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The Construction of the Piano

The Pedals

The Pedals

Three Pedals on the Grand

There are three pedals on the grand piano they are named, from left to right, the una corda, sostenuto, and damper pedal. The purpose of the pedals is to change the tone of the piano in some way.

The damper pedal, also called the sustain pedal, prolongs the sound of the piano by lifting all of the dampers off the strings. This sustains the sound, and also allows all of the strings to vibrate sympathetically.

The sostenuto pedal acts as a selective damper when the pedal is activated, the sostenuto rod engages and holds up only those dampers that have been raised by their keys. The dampers that are at rest remain unaffected. This sustains only the notes that are depressed when the pedal is activated.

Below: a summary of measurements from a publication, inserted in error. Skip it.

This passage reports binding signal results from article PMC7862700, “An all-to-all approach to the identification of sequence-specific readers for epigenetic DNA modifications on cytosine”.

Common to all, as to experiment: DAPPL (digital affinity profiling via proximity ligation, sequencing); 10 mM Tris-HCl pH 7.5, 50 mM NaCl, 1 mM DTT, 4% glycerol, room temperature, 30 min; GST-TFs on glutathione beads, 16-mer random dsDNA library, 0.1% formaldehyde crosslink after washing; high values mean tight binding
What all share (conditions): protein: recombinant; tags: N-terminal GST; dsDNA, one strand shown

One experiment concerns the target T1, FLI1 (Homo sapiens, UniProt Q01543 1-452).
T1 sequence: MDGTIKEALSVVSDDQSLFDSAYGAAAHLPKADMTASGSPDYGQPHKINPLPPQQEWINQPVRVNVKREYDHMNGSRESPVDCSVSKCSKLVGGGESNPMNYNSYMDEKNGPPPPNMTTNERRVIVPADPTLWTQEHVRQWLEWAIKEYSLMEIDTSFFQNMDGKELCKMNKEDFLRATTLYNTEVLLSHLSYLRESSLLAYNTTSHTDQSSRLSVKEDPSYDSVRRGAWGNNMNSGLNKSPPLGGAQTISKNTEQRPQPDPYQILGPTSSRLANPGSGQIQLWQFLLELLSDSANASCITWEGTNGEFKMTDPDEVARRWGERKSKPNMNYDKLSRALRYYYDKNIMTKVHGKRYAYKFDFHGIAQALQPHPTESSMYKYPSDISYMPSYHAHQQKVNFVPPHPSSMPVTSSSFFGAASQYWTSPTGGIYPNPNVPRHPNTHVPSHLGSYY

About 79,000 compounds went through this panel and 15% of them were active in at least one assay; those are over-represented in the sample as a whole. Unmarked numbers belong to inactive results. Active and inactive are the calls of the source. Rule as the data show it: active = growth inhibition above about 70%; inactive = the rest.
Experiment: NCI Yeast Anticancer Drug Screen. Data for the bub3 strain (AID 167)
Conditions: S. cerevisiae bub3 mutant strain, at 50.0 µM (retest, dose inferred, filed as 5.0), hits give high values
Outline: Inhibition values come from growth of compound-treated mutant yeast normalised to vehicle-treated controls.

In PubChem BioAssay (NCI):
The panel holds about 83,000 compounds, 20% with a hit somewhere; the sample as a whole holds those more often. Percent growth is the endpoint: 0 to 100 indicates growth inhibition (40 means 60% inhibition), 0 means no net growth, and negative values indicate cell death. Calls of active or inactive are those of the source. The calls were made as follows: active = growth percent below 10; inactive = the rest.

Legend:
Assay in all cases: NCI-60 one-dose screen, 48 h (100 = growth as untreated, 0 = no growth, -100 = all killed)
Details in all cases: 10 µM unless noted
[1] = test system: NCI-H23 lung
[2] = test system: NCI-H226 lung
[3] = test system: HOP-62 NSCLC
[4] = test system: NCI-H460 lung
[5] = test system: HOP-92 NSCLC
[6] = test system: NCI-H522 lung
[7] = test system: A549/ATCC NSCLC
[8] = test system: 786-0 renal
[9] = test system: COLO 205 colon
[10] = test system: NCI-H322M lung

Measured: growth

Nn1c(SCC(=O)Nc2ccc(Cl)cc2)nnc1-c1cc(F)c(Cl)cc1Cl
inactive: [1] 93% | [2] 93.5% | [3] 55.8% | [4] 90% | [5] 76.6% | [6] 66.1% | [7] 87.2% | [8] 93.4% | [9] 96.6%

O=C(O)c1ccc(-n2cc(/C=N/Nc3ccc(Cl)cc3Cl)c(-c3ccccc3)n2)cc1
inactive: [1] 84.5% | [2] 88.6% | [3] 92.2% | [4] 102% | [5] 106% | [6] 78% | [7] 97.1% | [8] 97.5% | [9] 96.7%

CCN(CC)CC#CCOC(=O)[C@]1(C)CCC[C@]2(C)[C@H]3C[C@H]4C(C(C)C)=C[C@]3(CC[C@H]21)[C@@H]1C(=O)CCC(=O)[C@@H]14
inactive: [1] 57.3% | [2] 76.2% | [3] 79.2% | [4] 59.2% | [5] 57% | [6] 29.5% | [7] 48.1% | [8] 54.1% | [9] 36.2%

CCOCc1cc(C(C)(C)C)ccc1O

The una corda thins the tone of the piano by shifting the entire keyboard and action slightly to the right so that the hammers do not strike all of the strings. The shifting of the action also allows the hammers to strike the string with a different portion of the hammer head. Over time, the felt of the hammer head can become compacted from repeatedly striking the strings. When the keyboard is shifted, the hammers strike the strings with a different, softer portion of the hammer head, which affects the sound.

The pedals are held in place by the pedal support structure, which is part of the case of the piano. The system of springs and levers that the pedals operate is called the trapwork.

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